In part two of our Q&A with Rick Trojan explains why he doesn’t give a shit about your politics.
Trojan is the producer of “Hemp Road Trip,” an independent documentary film that just toured North Carolina (again!).
During our chat, he also explains why he’s taking his hemp tour around the world, quite literally, and it’s not because he’s sharing our newly revamped hemp-knowledge with folks in other countries.
Plus, he shares his favorite story from the road.
Without further ado, part two:
Watch the trailer for “Hemp Road Trip.”
[Read: Q&A with Rick Trojan, Part I]
CCN: Where did the Hemp Road Tour start?
RT: Our first stop was in Iowa, for the caucuses. Then we went to New Hampshire. Then we went to Asheville, N.C., for HempX.
We love North Carolina. We’ve been there four or five times. I helped them write their policy. North Carolina is like my second hemp home. The people are amazing.
CCN: How are people responding to your message about cannabis?
RT: What I find is that people – Republican, Democrat, whatever – everyone wants hemp and cannabis.
CCN: What about in the South?
RT: Yeah, everyone is like, “We’re the buckle of the Bible belt.” First of all, you can’t all be the buckle – there’s one buckle.
Second, there are firework stands and porn stores at every exit. So, you know, like y’all don’t have to keep up the façade anymore.
Once the people in the South peel back all that fake crap that they think they have to say or do then we can talk about how we all want health for our children, how we all want to keep the money we make and none of us want to go to war every five seconds.
It’s pretty straight forward. We all want the same things.
I think that’s why Hemp Road Trip has been so effective. I don’t play politics. I’m like, no, you’re your own person. You have your own thoughts and feelings, let’s talk about those.
I’m non-judgmental, but I also call people on their shit. I’m like, let’s talk our way through this. All I have to do is find some common ground.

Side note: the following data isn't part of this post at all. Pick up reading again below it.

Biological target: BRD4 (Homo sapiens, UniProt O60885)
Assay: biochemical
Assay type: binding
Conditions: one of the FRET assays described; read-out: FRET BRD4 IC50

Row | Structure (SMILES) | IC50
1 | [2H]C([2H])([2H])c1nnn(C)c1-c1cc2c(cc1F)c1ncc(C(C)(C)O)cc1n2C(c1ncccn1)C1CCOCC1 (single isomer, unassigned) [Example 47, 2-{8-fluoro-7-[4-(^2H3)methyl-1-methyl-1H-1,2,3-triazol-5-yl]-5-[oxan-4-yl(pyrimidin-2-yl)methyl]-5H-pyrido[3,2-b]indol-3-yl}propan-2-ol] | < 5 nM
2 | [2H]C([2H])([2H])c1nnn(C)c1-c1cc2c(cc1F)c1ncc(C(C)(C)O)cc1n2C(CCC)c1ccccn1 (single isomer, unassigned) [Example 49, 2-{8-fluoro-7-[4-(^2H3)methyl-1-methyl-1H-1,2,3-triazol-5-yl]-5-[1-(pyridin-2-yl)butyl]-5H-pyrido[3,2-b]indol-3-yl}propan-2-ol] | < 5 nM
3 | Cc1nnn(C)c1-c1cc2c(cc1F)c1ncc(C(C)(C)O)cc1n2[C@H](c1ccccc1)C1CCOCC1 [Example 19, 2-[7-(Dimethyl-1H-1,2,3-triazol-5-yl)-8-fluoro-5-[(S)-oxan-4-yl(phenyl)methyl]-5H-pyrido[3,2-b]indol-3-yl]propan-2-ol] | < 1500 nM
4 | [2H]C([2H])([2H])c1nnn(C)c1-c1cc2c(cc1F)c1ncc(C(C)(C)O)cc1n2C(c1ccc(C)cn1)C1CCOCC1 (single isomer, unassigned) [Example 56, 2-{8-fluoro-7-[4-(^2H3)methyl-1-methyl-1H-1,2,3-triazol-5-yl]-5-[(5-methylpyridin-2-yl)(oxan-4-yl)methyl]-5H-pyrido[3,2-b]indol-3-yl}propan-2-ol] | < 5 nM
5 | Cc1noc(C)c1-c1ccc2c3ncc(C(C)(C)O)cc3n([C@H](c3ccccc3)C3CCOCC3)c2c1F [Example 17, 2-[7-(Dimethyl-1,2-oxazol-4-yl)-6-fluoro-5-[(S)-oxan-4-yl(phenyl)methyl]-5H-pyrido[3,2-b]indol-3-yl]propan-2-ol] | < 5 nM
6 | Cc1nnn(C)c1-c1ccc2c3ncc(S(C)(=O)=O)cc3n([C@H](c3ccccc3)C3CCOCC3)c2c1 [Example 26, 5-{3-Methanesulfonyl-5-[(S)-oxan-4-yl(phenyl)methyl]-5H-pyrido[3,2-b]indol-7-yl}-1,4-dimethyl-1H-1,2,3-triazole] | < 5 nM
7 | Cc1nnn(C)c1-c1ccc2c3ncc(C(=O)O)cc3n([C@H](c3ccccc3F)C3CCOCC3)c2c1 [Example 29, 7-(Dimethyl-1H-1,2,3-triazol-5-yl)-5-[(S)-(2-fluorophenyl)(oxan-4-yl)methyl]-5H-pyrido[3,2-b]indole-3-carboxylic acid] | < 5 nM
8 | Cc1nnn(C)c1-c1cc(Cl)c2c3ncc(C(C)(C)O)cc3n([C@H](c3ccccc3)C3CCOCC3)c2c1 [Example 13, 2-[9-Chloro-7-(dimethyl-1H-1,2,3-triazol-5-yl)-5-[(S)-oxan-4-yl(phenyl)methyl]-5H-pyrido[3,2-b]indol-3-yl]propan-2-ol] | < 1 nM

This plant can positively impact everyone, so all I have to do is find out what’s important to them. That is my only job, if I’ve educated myself properly.
I listen, really. That’s it. Then I tell them how hemp can help.
I don’t play politics. I’m like, no, you’re your own person. You have your own thoughts and feelings, let’s talk about those.
CCN: So is returning to North Carolina kind of a victory lap for you? I mean, we’ve really come a long way on the hemp front.
RT: It will be a victory lap if we can get this damn Farm Bill passed. That’s the big deal, right?
Someone asked me the other day what we’ll do if the Farm Bill passes. I mean, that’s when the real work starts. Then you have to help educate people on what CBD is – less than five percent of America knows what CBD is.
Our job is to expand the market. They don’t want me in the fields.
CCN: Why not?
RT: I am the laughing stock. The farm crew was like, “Buddy, go do something productive and get out of our way.”
And they don’t want to do what I do.
That’s the beauty of the plant, too, everyone has their role. You just have to find your role and get after it.
If you’d told me four years ago that I’d be driving around talking about cannabis I would have accused you of lying.
I still have the same business acumen as before, but now it’s less capitalist. It’s not driven by money, it’s driven by ideology and impact because we’re literally leaving our children no option if we don’t change our ways.